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Engagement via EMRs, CRMs and State Fairs

Posted on September 12, 2013 I Written By

As Social Marketing Director at Billian, Jennifer Dennard is responsible for the continuing development and implementation of the company's social media strategies for Billian's HealthDATA and Porter Research. She is a regular contributor to a number of healthcare blogs and currently manages social marketing channels for the Health IT Leadership Summit and Technology Association of Georgia’s Health Society. You can find her on Twitter @JennDennard.

Do Your Bottom Line a Favor – Don’t Ignore Social Media
Following up on last week’s post, I’ll give some airtime to a new development from athenahealth, which in my mind further connects the dots between Stage 2 Meaningful Use and social media. The company recently announced that it will now offer Demandforce automated marketing, communication, and reputation building software as part of the athenahealth Marketplace. “Social media has clearly arrived and is not going away. The fact is that our patients are on these platforms with or without us and there’s incredible value in being able to connect with them online,” said Anthony Cerullo, Founders Family Medicine and Urgent Care, in a press release announcing the new offering. “Navigating the waters of patient engagement is challenging in traditional settings, let alone the world of social platforms.”

While he doesn’t mention Meaningful Use specifically, I get the impression that social media is a component of the patient engagement efforts his practice has adopted. A reader’s comment on my last blog post took me to task for assuming providers can even find the time to partake in social networking on behalf of their practice. They lamented that it’s just one more thing to do in a provider’s already too-busy day, and often doesn’t warrant attention because there is no definable ROI.

When a company like athenahealth decides to offer a service like Demandforce, it makes me think that providers might end up shooting themselves in the foot if they willfully ignore the brand reputation opportunities social networking can bring. I’d love to hear more opinions on this in the comments below.

I’m a Consumer. Engage Me!
The North Georgia State Fair will soon open its gates, and while I don’t have plans to attend this year, I wonder if payers in the Peach State would do well to follow in the footsteps of Blue Cross and Blue Shield of Minnesota, which handed out 4,000+ vouchers for free e-visits with providers at the Minnesota state fair. I’m a big fan of engaging with consumers where they already are, rather than taking them/us out of comfort zones in order to gain our business.


That being said, I feel like my local health system, WellStar, missed out on a great marketing opportunity with their recent mailer for the semi-new urgent care center. I would tape this to my fridge if it offered a $10 discount on my next visit. What consumer doesn’t like saving money, especially when it comes to unanticipated visits to the doctor?

Intuit Plans to Sell Intuit Health Group

Posted on July 3, 2013 I Written By

John Lynn is the Founder of the blog network which currently consists of 10 blogs containing over 8000 articles with John having written over 4000 of the articles himself. These EMR and Healthcare IT related articles have been viewed over 16 million times. John also manages Healthcare IT Central and Healthcare IT Today, the leading career Health IT job board and blog. John is co-founder of and John is highly involved in social media, and in addition to his blogs can also be found on Twitter: @techguy and @ehrandhit and LinkedIn.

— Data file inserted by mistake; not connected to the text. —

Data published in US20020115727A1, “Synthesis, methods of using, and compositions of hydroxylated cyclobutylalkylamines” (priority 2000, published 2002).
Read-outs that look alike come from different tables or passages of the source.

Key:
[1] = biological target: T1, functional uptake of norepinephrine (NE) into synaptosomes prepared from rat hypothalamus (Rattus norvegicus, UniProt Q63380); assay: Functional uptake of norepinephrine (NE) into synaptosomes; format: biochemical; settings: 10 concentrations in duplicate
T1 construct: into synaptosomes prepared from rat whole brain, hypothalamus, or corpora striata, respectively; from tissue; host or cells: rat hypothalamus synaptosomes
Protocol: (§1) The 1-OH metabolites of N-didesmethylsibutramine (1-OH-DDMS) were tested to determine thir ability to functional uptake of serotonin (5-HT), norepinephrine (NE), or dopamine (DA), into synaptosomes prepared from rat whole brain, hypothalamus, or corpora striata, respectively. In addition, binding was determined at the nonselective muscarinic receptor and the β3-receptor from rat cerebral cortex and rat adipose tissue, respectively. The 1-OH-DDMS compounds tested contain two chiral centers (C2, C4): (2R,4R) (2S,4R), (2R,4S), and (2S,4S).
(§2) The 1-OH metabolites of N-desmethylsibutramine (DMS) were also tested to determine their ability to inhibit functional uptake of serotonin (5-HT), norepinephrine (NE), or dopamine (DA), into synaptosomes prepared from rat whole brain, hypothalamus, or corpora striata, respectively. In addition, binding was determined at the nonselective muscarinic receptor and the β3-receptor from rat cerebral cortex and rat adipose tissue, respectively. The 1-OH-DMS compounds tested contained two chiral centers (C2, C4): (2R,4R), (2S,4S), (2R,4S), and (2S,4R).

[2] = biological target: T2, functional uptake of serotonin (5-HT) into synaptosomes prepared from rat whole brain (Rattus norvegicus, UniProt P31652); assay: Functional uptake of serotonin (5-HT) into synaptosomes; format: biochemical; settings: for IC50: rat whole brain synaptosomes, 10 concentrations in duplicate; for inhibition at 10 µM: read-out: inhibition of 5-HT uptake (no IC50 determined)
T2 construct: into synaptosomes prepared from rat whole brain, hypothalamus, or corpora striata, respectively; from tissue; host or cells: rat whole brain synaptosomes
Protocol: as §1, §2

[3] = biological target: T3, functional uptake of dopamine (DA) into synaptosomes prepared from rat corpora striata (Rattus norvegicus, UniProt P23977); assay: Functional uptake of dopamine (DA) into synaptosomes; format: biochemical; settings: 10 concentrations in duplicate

I was really intrigued by the news today that Intuit was planning to sell off Intuit Health Group. Intuit had been making some big purchases in healthcare, so it’s amazing to see them doing an about face. Here’s an excerpt from their press release about the change of strategy:

“These decisions are the remaining foundational pieces that focus our organization on our biggest opportunities as we execute our global connected services strategy,” said Brad Smith, Intuit president and chief executive officer. “We’ve evolved from a portfolio of business units to an ecosystem of products and services with unique interdependencies. Working together, these assets create amazing opportunities to solve important customer problems while building durable competitive advantage.”

And here’s an excerpt that discusses their plans for the Intuit Health Group:

Intuit also plans to sell the Intuit Health Group. While Intuit had considered healthcare a potential growth opportunity, structural shifts in the market have evolved in such a way that the business no longer fits within the refocused strategy, Smith said. The Intuit Health assets will be a better fit for an organization with a stronger focus on the healthcare industry.

This announcement is also interesting in light of the recent announcement from Kareo that they’d partnered with an Intuit company DemandForce. It seems that Intuit will still have a healthcare presence, but only when their product works across all industries. This is actually my concern for the Kareo and DemandForce partnership. I think that DemandForce will likely be overwhelming for many practices. Plus, many will wonder why DemandForce has features that don’t make sense for healthcare. Yes, we’re a little particular in healthcare, aren’t we? Kareo says they have 20,000 medical providers, so they’ll realize pretty quickly if practices like DemandForce or not.

I’ll be interested to see which company purchases the Intuit Health Group. There are probably a lot of companies that would love it, but I’m not sure if Intuit’s going to be willing to offer a great price.